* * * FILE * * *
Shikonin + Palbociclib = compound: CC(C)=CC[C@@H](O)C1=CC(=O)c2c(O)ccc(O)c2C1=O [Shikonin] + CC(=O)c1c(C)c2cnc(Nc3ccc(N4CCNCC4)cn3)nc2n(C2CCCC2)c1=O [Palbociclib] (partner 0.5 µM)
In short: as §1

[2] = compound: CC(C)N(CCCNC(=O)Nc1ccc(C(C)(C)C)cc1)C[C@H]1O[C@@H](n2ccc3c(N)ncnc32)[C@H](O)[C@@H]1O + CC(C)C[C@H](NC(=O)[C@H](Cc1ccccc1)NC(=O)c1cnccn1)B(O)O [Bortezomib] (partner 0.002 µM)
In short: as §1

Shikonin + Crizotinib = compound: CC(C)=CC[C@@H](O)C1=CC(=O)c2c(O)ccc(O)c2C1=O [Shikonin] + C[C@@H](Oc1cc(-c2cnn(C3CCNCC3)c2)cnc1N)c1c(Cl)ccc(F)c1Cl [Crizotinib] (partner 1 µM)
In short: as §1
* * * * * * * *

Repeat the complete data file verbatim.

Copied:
Shikonin + Palbociclib = compound: CC(C)=CC[C@@H](O)C1=CC(=O)c2c(O)ccc(O)c2C1=O [Shikonin] + CC(=O)c1c(C)c2cnc(Nc3ccc(N4CCNCC4)cn3)nc2n(C2CCCC2)c1=O [Palbociclib] (partner 0.5 µM)
In short: as §1

[2] = compound: CC(C)N(CCCNC(=O)Nc1ccc(C(C)(C)C)cc1)C[C@H]1O[C@@H](n2ccc3c(N)ncnc32)[C@H](O)[C@@H]1O + CC(C)C[C@H](NC(=O)[C@H](Cc1ccccc1)NC(=O)c1cnccn1)B(O)O [Bortezomib] (partner 0.002 µM)
In short: as §1

Shikonin + Crizotinib = compound: CC(C)=CC[C@@H](O)C1=CC(=O)c2c(O)ccc(O)c2C1=O [Shikonin] + C[C@@H](Oc1cc(-c2cnn(C3CCNCC3)c2)cnc1N)c1c(Cl)ccc(F)c1Cl [Crizotinib] (partner 1 µM)
In short: as §1